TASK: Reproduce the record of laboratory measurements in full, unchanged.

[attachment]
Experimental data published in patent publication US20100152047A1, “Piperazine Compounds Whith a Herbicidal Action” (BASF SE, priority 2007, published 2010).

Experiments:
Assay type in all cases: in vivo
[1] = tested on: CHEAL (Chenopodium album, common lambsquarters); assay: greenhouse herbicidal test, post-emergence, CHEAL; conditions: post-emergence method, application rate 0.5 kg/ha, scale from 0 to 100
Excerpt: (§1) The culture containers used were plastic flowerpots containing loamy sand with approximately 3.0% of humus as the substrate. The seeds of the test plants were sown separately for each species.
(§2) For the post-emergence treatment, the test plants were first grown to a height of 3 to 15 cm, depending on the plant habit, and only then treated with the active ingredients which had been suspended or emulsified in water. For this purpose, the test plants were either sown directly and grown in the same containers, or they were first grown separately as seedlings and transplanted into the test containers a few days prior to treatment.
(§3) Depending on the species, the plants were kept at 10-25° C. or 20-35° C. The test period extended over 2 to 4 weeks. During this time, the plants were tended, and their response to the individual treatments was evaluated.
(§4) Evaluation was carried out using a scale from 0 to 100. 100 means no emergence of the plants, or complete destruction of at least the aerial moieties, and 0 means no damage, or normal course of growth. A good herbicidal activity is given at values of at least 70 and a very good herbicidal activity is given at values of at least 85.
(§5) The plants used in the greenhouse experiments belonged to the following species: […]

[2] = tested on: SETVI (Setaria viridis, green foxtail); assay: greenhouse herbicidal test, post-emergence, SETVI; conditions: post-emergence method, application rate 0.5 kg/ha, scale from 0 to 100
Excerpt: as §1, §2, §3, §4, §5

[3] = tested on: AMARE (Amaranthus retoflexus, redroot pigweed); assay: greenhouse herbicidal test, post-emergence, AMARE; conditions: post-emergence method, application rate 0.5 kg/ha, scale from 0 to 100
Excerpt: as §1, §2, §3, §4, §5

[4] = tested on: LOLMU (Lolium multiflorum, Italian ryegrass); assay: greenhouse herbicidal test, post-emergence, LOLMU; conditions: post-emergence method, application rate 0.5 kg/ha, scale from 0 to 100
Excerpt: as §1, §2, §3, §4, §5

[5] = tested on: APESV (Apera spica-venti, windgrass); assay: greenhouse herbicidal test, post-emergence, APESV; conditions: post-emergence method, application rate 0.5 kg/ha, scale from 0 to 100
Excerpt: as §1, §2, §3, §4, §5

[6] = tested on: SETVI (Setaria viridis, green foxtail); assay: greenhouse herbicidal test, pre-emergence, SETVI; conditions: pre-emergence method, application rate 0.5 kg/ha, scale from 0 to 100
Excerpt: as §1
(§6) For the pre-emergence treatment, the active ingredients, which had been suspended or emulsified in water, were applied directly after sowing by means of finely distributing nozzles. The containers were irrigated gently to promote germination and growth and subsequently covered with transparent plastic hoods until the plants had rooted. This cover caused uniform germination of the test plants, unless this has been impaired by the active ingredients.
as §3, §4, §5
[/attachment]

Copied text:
Experimental data published in patent publication US20100152047A1, “Piperazine Compounds Whith a Herbicidal Action” (BASF SE, priority 2007, published 2010).

Experiments:
Assay type in all cases: in vivo
[1] = tested on: CHEAL (Chenopodium album, common lambsquarters); assay: greenhouse herbicidal test, post-emergence, CHEAL; conditions: post-emergence method, application rate 0.5 kg/ha, scale from 0 to 100
Excerpt: (§1) The culture containers used were plastic flowerpots containing loamy sand with approximately 3.0% of humus as the substrate. The seeds of the test plants were sown separately for each species.
(§2) For the post-emergence treatment, the test plants were first grown to a height of 3 to 15 cm, depending on the plant habit, and only then treated with the active ingredients which had been suspended or emulsified in water. For this purpose, the test plants were either sown directly and grown in the same containers, or they were first grown separately as seedlings and transplanted into the test containers a few days prior to treatment.
(§3) Depending on the species, the plants were kept at 10-25° C. or 20-35° C. The test period extended over 2 to 4 weeks. During this time, the plants were tended, and their response to the individual treatments was evaluated.
(§4) Evaluation was carried out using a scale from 0 to 100. 100 means no emergence of the plants, or complete destruction of at least the aerial moieties, and 0 means no damage, or normal course of growth. A good herbicidal activity is given at values of at least 70 and a very good herbicidal activity is given at values of at least 85.
(§5) The plants used in the greenhouse experiments belonged to the following species: […]

[2] = tested on: SETVI (Setaria viridis, green foxtail); assay: greenhouse herbicidal test, post-emergence, SETVI; conditions: post-emergence method, application rate 0.5 kg/ha, scale from 0 to 100
Excerpt: as §1, §2, §3, §4, §5

[3] = tested on: AMARE (Amaranthus retoflexus, redroot pigweed); assay: greenhouse herbicidal test, post-emergence, AMARE; conditions: post-emergence method, application rate 0.5 kg/ha, scale from 0 to 100
Excerpt: as §1, §2, §3, §4, §5

[4] = tested on: LOLMU (Lolium multiflorum, Italian ryegrass); assay: greenhouse herbicidal test, post-emergence, LOLMU; conditions: post-emergence method, application rate 0.5 kg/ha, scale from 0 to 100
Excerpt: as §1, §2, §3, §4, §5

[5] = tested on: APESV (Apera spica-venti, windgrass); assay: greenhouse herbicidal test, post-emergence, APESV; conditions: post-emergence method, application rate 0.5 kg/ha, scale from 0 to 100
Excerpt: as §1, §2, §3, §4, §5

[6] = tested on: SETVI (Setaria viridis, green foxtail); assay: greenhouse herbicidal test, pre-emergence, SETVI; conditions: pre-emergence method, application rate 0.5 kg/ha, scale from 0 to 100
Excerpt: as §1
(§6) For the pre-emergence treatment, the active ingredients, which had been suspended or emulsified in water, were applied directly after sowing by means of finely distributing nozzles. The containers were irrigated gently to promote germination and growth and subsequently covered with transparent plastic hoods until the plants had rooted. This cover caused uniform germination of the test plants, unless this has been impaired by the active ingredients.
as §3, §4, §5